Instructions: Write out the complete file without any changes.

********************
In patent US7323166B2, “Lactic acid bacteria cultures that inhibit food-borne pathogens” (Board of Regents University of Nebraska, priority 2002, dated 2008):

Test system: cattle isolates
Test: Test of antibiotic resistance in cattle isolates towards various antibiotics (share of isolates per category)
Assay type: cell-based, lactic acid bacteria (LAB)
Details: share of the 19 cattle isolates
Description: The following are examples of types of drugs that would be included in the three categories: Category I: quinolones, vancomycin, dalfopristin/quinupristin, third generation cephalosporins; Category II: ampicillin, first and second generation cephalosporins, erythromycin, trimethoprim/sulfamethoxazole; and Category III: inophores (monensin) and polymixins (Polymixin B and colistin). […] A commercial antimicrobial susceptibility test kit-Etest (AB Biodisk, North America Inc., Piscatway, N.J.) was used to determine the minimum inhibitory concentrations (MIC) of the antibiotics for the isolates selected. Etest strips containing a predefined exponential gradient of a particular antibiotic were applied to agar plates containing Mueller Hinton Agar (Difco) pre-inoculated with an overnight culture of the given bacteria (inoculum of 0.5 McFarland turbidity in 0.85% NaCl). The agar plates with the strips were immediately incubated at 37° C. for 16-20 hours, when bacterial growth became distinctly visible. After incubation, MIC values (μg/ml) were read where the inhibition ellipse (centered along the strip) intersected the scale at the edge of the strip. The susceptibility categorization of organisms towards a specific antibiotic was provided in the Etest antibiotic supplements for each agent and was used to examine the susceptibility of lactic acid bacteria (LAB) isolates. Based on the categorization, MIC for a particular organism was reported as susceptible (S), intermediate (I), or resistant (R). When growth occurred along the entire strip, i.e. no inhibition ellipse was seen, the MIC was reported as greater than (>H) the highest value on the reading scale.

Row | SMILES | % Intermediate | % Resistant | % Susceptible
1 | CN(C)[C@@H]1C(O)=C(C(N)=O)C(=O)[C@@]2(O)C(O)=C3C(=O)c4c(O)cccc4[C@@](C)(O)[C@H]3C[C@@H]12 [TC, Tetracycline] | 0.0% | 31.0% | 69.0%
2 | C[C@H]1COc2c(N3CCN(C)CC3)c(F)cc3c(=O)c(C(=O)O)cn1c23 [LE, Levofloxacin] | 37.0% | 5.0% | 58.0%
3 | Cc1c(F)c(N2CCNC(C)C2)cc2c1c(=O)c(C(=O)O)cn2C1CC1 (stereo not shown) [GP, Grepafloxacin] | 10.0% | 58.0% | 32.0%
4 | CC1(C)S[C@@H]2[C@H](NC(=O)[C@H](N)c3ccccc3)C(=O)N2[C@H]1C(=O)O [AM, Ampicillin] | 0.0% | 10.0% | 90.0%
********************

In patent US7323166B2, “Lactic acid bacteria cultures that inhibit food-borne pathogens” (Board of Regents University of Nebraska, priority 2002, dated 2008):

Test system: cattle isolates
Test: Test of antibiotic resistance in cattle isolates towards various antibiotics (share of isolates per category)
Assay type: cell-based, lactic acid bacteria (LAB)
Details: share of the 19 cattle isolates
Description: The following are examples of types of drugs that would be included in the three categories: Category I: quinolones, vancomycin, dalfopristin/quinupristin, third generation cephalosporins; Category II: ampicillin, first and second generation cephalosporins, erythromycin, trimethoprim/sulfamethoxazole; and Category III: inophores (monensin) and polymixins (Polymixin B and colistin). […] A commercial antimicrobial susceptibility test kit-Etest (AB Biodisk, North America Inc., Piscatway, N.J.) was used to determine the minimum inhibitory concentrations (MIC) of the antibiotics for the isolates selected. Etest strips containing a predefined exponential gradient of a particular antibiotic were applied to agar plates containing Mueller Hinton Agar (Difco) pre-inoculated with an overnight culture of the given bacteria (inoculum of 0.5 McFarland turbidity in 0.85% NaCl). The agar plates with the strips were immediately incubated at 37° C. for 16-20 hours, when bacterial growth became distinctly visible. After incubation, MIC values (μg/ml) were read where the inhibition ellipse (centered along the strip) intersected the scale at the edge of the strip. The susceptibility categorization of organisms towards a specific antibiotic was provided in the Etest antibiotic supplements for each agent and was used to examine the susceptibility of lactic acid bacteria (LAB) isolates. Based on the categorization, MIC for a particular organism was reported as susceptible (S), intermediate (I), or resistant (R). When growth occurred along the entire strip, i.e. no inhibition ellipse was seen, the MIC was reported as greater than (>H) the highest value on the reading scale.

Row | SMILES | % Intermediate | % Resistant | % Susceptible
1 | CN(C)[C@@H]1C(O)=C(C(N)=O)C(=O)[C@@]2(O)C(O)=C3C(=O)c4c(O)cccc4[C@@](C)(O)[C@H]3C[C@@H]12 [TC, Tetracycline] | 0.0% | 31.0% | 69.0%
2 | C[C@H]1COc2c(N3CCN(C)CC3)c(F)cc3c(=O)c(C(=O)O)cn1c23 [LE, Levofloxacin] | 37.0% | 5.0% | 58.0%
3 | Cc1c(F)c(N2CCNC(C)C2)cc2c1c(=O)c(C(=O)O)cn2C1CC1 (stereo not shown) [GP, Grepafloxacin] | 10.0% | 58.0% | 32.0%
4 | CC1(C)S[C@@H]2[C@H](NC(=O)[C@H](N)c3ccccc3)C(=O)N2[C@H]1C(=O)O [AM, Ampicillin] | 0.0% | 10.0% | 90.0%